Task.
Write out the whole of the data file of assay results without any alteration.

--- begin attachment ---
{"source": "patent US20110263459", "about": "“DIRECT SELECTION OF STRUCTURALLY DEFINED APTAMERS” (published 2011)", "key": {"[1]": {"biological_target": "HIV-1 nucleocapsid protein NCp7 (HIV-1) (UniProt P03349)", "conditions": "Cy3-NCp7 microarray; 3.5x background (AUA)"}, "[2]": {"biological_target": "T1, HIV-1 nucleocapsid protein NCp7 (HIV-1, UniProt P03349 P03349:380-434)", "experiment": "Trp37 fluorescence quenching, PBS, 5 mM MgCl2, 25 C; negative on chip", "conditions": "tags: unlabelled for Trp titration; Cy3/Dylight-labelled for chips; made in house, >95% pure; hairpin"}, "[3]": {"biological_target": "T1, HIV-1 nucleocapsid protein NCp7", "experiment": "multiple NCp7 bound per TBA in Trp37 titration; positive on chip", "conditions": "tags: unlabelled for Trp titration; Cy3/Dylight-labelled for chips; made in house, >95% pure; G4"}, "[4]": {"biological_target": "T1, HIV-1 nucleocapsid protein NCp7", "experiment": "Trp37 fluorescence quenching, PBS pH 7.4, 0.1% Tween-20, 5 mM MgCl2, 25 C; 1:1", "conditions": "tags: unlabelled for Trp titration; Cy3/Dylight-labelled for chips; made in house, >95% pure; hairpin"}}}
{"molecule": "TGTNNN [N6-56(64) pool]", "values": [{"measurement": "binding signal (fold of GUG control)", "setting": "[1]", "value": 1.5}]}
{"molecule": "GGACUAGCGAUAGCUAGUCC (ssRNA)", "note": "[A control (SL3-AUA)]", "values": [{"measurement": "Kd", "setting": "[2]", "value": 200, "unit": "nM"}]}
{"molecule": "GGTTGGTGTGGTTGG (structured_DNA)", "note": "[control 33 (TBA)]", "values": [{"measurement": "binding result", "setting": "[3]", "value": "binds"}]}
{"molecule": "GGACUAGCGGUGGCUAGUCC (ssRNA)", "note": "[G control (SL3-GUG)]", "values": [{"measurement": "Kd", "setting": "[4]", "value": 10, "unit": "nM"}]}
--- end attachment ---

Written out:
{"source": "patent US20110263459", "about": "“DIRECT SELECTION OF STRUCTURALLY DEFINED APTAMERS” (published 2011)", "key": {"[1]": {"biological_target": "HIV-1 nucleocapsid protein NCp7 (HIV-1) (UniProt P03349)", "conditions": "Cy3-NCp7 microarray; 3.5x background (AUA)"}, "[2]": {"biological_target": "T1, HIV-1 nucleocapsid protein NCp7 (HIV-1, UniProt P03349 P03349:380-434)", "experiment": "Trp37 fluorescence quenching, PBS, 5 mM MgCl2, 25 C; negative on chip", "conditions": "tags: unlabelled for Trp titration; Cy3/Dylight-labelled for chips; made in house, >95% pure; hairpin"}, "[3]": {"biological_target": "T1, HIV-1 nucleocapsid protein NCp7", "experiment": "multiple NCp7 bound per TBA in Trp37 titration; positive on chip", "conditions": "tags: unlabelled for Trp titration; Cy3/Dylight-labelled for chips; made in house, >95% pure; G4"}, "[4]": {"biological_target": "T1, HIV-1 nucleocapsid protein NCp7", "experiment": "Trp37 fluorescence quenching, PBS pH 7.4, 0.1% Tween-20, 5 mM MgCl2, 25 C; 1:1", "conditions": "tags: unlabelled for Trp titration; Cy3/Dylight-labelled for chips; made in house, >95% pure; hairpin"}}}
{"molecule": "TGTNNN [N6-56(64) pool]", "values": [{"measurement": "binding signal (fold of GUG control)", "setting": "[1]", "value": 1.5}]}
{"molecule": "GGACUAGCGAUAGCUAGUCC (ssRNA)", "note": "[A control (SL3-AUA)]", "values": [{"measurement": "Kd", "setting": "[2]", "value": 200, "unit": "nM"}]}
{"molecule": "GGTTGGTGTGGTTGG (structured_DNA)", "note": "[control 33 (TBA)]", "values": [{"measurement": "binding result", "setting": "[3]", "value": "binds"}]}
{"molecule": "GGACUAGCGGUGGCUAGUCC (ssRNA)", "note": "[G control (SL3-GUG)]", "values": [{"measurement": "Kd", "setting": "[4]", "value": 10, "unit": "nM"}]}